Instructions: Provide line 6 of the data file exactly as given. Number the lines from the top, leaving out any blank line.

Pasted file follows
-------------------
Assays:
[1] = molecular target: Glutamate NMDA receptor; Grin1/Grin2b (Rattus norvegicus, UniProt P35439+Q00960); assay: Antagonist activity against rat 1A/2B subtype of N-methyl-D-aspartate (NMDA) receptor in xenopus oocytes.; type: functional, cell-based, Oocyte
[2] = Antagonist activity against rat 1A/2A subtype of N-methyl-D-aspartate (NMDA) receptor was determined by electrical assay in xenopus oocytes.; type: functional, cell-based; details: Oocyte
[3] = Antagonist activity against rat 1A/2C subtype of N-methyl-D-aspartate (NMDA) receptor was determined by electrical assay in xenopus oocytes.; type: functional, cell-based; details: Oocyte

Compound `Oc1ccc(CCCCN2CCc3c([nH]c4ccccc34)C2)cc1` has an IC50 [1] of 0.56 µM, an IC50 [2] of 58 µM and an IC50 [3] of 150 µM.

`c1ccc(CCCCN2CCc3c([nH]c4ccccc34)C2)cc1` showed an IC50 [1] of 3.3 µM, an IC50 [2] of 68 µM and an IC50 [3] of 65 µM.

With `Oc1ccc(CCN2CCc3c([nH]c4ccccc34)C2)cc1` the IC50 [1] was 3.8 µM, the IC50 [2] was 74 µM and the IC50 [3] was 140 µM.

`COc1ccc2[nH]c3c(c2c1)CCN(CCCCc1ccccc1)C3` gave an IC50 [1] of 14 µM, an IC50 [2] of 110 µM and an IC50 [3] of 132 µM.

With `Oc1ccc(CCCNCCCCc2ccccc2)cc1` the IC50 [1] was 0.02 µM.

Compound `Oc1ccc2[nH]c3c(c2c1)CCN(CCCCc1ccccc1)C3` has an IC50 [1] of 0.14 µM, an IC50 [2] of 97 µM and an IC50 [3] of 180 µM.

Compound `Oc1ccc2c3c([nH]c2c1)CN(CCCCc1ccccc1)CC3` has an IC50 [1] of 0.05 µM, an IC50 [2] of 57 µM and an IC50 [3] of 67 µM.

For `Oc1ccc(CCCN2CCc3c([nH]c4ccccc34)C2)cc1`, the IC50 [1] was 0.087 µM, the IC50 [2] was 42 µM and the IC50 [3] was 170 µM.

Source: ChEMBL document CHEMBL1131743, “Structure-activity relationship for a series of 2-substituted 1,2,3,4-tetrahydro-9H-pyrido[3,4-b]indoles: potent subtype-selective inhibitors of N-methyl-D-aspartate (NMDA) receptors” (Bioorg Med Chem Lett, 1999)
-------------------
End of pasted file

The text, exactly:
`c1ccc(CCCCN2CCc3c([nH]c4ccccc34)C2)cc1` showed an IC50 [1] of 3.3 µM, an IC50 [2] of 68 µM and an IC50 [3] of 65 µM.